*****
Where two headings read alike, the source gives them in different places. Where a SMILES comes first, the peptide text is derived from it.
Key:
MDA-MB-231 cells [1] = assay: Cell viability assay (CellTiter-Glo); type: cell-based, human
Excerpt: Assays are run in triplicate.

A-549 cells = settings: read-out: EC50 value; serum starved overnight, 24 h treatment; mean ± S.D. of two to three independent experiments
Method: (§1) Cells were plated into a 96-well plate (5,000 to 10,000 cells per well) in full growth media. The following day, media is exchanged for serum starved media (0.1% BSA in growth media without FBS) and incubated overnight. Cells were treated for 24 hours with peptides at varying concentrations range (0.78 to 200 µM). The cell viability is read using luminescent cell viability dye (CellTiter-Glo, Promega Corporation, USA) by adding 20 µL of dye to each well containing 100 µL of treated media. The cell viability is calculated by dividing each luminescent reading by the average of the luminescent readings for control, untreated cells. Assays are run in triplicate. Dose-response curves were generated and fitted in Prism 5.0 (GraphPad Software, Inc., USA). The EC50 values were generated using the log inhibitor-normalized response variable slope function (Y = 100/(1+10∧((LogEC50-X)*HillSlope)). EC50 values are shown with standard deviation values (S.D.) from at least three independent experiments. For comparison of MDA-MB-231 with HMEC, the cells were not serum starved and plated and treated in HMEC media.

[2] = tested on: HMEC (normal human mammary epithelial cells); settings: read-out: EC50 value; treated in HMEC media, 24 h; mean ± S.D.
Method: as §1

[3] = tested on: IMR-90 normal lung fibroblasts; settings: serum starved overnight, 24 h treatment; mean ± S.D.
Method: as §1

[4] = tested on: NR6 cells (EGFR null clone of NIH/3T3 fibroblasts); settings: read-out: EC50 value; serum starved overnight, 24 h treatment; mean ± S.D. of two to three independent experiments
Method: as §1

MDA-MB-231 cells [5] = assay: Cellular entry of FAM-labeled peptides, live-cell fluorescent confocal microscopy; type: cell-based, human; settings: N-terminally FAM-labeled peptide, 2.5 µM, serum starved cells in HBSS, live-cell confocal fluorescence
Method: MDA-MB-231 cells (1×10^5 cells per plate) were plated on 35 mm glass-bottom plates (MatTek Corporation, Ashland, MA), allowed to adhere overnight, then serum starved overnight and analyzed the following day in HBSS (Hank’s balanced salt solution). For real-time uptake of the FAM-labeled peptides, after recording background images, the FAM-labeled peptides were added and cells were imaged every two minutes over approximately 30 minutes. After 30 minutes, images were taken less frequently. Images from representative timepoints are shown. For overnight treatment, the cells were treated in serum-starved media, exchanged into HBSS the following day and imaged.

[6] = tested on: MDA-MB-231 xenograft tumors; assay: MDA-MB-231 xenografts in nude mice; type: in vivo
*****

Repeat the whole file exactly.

Where two headings read alike, the source gives them in different places. Where a SMILES comes first, the peptide text is derived from it.
Key:
MDA-MB-231 cells [1] = assay: Cell viability assay (CellTiter-Glo); type: cell-based, human
Excerpt: Assays are run in triplicate.

A-549 cells = settings: read-out: EC50 value; serum starved overnight, 24 h treatment; mean ± S.D. of two to three independent experiments
Method: (§1) Cells were plated into a 96-well plate (5,000 to 10,000 cells per well) in full growth media. The following day, media is exchanged for serum starved media (0.1% BSA in growth media without FBS) and incubated overnight. Cells were treated for 24 hours with peptides at varying concentrations range (0.78 to 200 µM). The cell viability is read using luminescent cell viability dye (CellTiter-Glo, Promega Corporation, USA) by adding 20 µL of dye to each well containing 100 µL of treated media. The cell viability is calculated by dividing each luminescent reading by the average of the luminescent readings for control, untreated cells. Assays are run in triplicate. Dose-response curves were generated and fitted in Prism 5.0 (GraphPad Software, Inc., USA). The EC50 values were generated using the log inhibitor-normalized response variable slope function (Y = 100/(1+10∧((LogEC50-X)*HillSlope)). EC50 values are shown with standard deviation values (S.D.) from at least three independent experiments. For comparison of MDA-MB-231 with HMEC, the cells were not serum starved and plated and treated in HMEC media.

[2] = tested on: HMEC (normal human mammary epithelial cells); settings: read-out: EC50 value; treated in HMEC media, 24 h; mean ± S.D.
Method: as §1

[3] = tested on: IMR-90 normal lung fibroblasts; settings: serum starved overnight, 24 h treatment; mean ± S.D.
Method: as §1

[4] = tested on: NR6 cells (EGFR null clone of NIH/3T3 fibroblasts); settings: read-out: EC50 value; serum starved overnight, 24 h treatment; mean ± S.D. of two to three independent experiments
Method: as §1

MDA-MB-231 cells [5] = assay: Cellular entry of FAM-labeled peptides, live-cell fluorescent confocal microscopy; type: cell-based, human; settings: N-terminally FAM-labeled peptide, 2.5 µM, serum starved cells in HBSS, live-cell confocal fluorescence
Method: MDA-MB-231 cells (1×10^5 cells per plate) were plated on 35 mm glass-bottom plates (MatTek Corporation, Ashland, MA), allowed to adhere overnight, then serum starved overnight and analyzed the following day in HBSS (Hank’s balanced salt solution). For real-time uptake of the FAM-labeled peptides, after recording background images, the FAM-labeled peptides were added and cells were imaged every two minutes over approximately 30 minutes. After 30 minutes, images were taken less frequently. Images from representative timepoints are shown. For overnight treatment, the cells were treated in serum-starved media, exchanged into HBSS the following day and imaged.

[6] = tested on: MDA-MB-231 xenograft tumors; assay: MDA-MB-231 xenografts in nude mice; type: in vivo